BEREA: Asking Browns quarterback Colt McCoy what he remembers about the Baltimore Ravens’ defense is like asking him to relive flashbacks of his worst nightmare.
In McCoy’s eight starts as a rookie last year, it was the Ravens’ defense that really baptized him into life in the AFC North, feasting on his relative inexperience. McCoy threw three interceptions (one on the Browns’ opening possession) in the 20-10 loss and finished the game with a 27.0 passer rating.
Two things stick out for McCoy.
“Their front seven is really good, they just are,” he said. “They rotate in and out, so they’re fresh. They’re playing really well. They have a lot of sacks, had nine last week.
“And you have to know where Ed Reed is. He’s a playmaker, a ballhawk. He can be here one time and there the next time. If we can handle those two things we’ll give ourselves a chance.”
Although McCoy carries more experience with him into Sunday’s game against the Ravens, it might not be much easier this time around, given that the teams are headed in opposite directions.
The Browns (4-7) lost 23-20 to the Cincinnati Bengals on Sunday and have lost four of their past five games. The Ravens (8-3) have won four of their past five and are tied with the Pittsburgh Steelers atop the division standings.
Worse for McCoy and the Browns is the fact that the Ravens lead the NFL in sacks with 38, including a franchise-high nine (three by outside linebacker Terrell Suggs) last week in a 16-6 victory over the San Francisco 49ers.
“Nine sacks their last game, that’s pretty good,” Browns coach Pat Shurmur said. “When you think of the Ravens, you think of a team that’s been a very fine defensive team for a lot of years regardless of who the coach has been.
“There’s no mystery, they’ve got talent at every level; the D-line, the linebackers and the secondary. They’ve got leadership at every level from the top down from Ed Reed to Ray Lewis and then up front with Suggs. So, they’ve got talent, they’ve got leadership and they’ve got an aggressive scheme. It’s the makings of a good defense.”
Suggs has 12 career sacks against the Browns — the most of any player in the league. If there’s a silver lining to that statistic, it’s that only four of Suggs’ sacks have come since left tackle Joe Thomas joined the Browns in 2007.
“Every year when we play them, they’re going to give us our best challenge because they put some impressive specimens out on the field,” Thomas said of the Ravens’ front seven.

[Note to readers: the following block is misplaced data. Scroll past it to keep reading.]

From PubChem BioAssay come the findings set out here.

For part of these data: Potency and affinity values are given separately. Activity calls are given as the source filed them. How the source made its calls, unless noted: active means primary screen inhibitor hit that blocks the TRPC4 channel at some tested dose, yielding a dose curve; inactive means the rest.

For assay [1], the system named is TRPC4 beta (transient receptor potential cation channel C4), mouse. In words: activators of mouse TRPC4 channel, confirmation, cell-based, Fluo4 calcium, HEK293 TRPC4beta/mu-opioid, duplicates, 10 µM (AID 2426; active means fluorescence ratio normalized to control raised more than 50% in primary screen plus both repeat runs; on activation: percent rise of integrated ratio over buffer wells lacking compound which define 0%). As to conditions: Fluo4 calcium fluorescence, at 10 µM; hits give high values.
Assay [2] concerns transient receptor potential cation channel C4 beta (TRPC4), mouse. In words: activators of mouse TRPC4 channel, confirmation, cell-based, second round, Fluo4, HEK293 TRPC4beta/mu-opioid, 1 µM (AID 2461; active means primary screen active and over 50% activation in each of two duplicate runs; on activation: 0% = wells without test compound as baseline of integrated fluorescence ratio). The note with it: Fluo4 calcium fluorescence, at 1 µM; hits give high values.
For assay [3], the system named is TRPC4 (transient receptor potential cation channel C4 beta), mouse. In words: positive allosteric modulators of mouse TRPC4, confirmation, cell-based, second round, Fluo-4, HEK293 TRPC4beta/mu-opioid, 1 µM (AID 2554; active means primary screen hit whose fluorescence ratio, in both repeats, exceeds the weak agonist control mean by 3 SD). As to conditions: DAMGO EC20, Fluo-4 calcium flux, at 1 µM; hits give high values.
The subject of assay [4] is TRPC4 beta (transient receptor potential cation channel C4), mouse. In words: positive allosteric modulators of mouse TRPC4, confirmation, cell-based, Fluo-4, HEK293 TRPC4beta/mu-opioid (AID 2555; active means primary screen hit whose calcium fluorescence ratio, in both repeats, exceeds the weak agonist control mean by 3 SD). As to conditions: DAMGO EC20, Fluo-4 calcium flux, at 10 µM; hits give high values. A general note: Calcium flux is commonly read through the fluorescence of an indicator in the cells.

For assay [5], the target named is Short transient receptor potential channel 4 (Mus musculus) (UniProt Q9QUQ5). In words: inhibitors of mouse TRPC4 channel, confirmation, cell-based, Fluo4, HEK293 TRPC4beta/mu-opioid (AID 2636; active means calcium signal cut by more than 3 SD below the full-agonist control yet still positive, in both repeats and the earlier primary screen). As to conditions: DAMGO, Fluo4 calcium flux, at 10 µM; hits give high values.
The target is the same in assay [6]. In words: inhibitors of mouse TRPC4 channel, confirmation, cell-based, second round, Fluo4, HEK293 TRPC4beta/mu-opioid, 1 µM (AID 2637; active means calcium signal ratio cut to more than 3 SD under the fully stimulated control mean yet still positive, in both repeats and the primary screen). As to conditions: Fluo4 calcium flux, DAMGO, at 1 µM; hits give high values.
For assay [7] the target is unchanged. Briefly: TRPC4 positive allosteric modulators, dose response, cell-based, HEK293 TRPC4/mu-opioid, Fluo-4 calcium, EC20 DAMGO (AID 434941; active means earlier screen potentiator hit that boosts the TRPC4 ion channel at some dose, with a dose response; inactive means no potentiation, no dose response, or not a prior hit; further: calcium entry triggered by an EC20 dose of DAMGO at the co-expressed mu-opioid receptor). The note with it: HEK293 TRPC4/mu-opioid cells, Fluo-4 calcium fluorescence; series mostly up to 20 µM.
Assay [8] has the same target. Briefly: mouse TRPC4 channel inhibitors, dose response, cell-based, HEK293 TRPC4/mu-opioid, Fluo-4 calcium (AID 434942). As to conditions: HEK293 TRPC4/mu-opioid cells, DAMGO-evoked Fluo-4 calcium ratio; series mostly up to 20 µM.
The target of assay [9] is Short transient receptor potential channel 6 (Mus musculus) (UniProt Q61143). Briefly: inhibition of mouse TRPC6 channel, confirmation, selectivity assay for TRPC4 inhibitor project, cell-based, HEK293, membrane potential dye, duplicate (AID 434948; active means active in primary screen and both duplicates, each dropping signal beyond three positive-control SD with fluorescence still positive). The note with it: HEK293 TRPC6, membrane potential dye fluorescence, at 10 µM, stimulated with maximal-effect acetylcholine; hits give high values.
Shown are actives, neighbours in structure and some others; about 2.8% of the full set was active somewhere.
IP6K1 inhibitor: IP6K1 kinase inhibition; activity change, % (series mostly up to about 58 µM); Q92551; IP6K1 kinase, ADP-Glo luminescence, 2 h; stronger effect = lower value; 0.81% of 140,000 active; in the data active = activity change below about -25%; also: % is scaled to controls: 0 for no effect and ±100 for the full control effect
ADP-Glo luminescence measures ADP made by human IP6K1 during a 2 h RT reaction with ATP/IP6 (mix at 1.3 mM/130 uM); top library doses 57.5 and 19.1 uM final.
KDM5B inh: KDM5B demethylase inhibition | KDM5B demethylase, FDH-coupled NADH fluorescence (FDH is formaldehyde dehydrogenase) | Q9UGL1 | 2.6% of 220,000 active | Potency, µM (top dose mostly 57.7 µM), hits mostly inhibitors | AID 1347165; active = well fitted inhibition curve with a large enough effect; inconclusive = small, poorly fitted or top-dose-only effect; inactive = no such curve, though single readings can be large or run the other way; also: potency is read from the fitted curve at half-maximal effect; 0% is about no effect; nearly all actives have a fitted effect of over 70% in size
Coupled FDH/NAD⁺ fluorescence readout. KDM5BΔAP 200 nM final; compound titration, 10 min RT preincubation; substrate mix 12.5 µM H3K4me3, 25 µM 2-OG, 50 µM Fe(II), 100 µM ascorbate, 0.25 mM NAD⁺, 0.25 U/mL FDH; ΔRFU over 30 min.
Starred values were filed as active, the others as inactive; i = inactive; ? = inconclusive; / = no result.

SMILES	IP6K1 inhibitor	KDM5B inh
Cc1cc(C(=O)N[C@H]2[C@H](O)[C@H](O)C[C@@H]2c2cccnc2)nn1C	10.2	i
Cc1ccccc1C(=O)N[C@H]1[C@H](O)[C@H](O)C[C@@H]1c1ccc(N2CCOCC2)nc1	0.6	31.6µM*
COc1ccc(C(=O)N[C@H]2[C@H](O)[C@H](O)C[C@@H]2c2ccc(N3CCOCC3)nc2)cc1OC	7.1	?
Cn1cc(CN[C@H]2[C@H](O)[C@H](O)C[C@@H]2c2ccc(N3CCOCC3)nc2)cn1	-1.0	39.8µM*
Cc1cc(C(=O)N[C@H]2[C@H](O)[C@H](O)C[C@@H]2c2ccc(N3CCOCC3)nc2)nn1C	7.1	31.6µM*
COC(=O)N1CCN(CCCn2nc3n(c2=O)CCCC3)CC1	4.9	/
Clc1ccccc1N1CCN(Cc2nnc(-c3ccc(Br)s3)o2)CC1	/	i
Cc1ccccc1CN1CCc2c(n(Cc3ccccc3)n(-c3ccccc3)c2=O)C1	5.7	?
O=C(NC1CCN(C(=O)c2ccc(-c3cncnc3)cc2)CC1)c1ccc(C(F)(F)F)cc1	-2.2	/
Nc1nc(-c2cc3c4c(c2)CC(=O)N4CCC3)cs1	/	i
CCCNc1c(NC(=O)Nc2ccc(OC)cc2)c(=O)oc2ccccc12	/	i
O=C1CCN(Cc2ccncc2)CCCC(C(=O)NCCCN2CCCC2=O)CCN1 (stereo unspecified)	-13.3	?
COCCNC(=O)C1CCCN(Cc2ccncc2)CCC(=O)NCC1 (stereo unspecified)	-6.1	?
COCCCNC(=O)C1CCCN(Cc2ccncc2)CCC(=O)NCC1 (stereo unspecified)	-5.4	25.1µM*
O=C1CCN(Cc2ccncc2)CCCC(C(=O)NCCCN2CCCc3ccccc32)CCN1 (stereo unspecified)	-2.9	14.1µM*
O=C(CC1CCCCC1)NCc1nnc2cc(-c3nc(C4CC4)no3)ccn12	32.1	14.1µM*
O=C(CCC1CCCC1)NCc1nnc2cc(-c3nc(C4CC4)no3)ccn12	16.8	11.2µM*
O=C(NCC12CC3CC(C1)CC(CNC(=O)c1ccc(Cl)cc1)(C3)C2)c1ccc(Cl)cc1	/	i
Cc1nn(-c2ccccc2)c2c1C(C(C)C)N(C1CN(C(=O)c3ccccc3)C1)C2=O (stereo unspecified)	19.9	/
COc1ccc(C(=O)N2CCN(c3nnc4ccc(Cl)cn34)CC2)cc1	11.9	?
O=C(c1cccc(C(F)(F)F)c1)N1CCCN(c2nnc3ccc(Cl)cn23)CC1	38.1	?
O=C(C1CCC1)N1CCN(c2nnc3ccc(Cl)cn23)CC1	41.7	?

It’s not just the Ravens’ defensive front the Browns have to worry about. The Ravens’ secondary is just as dangerous. Reed has 10 career interceptions against the Browns.
“He’s just really smart,” McCoy said of Reed. “He’s very instinctual and he takes chances. Sometimes guys who take chances like that are hard to get a read on. He just does a really nice job and you just have to know where he’s at.”
The Browns might catch a bit of a break if Lewis (right turf toe) can’t play for the third consecutive week.
Ravens coach John Harbaugh didn’t share much about Lewis’ availability during his league conference call Wednesday, but he told reporters earlier in the week that Lewis was the injured Raven who is the “furthest away” from returning to the field.
The Ravens swarmed 49ers quarterback Alex Smith for their career day without the aid of Lewis last week.
“I assume Ray will play this week,” McCoy said.
“Ed Reed does a good job obviously. [He’s] a hall of famer, probably. You just have to know where they are at all times and you can’t get caught sleeping and trying to throw a quick route and not know where he is.”
Even if the Browns find a way to escape with a win Sunday at Browns Stadium, the rematch isn’t far away, set for Christmas Eve in Baltimore.
“Year-in and year-out, the Ravens prove themselves as a great defense,” Browns running back Peyton Hillis said on a league conference call.
“We know that as a team. We know that we have to approach this game with an aspect of being physical and aggressive and getting ready to go out there and hit them in the mouth, because you know that they’re going to bring it, too.”
Stephanie Storm can be reached at email@example.com.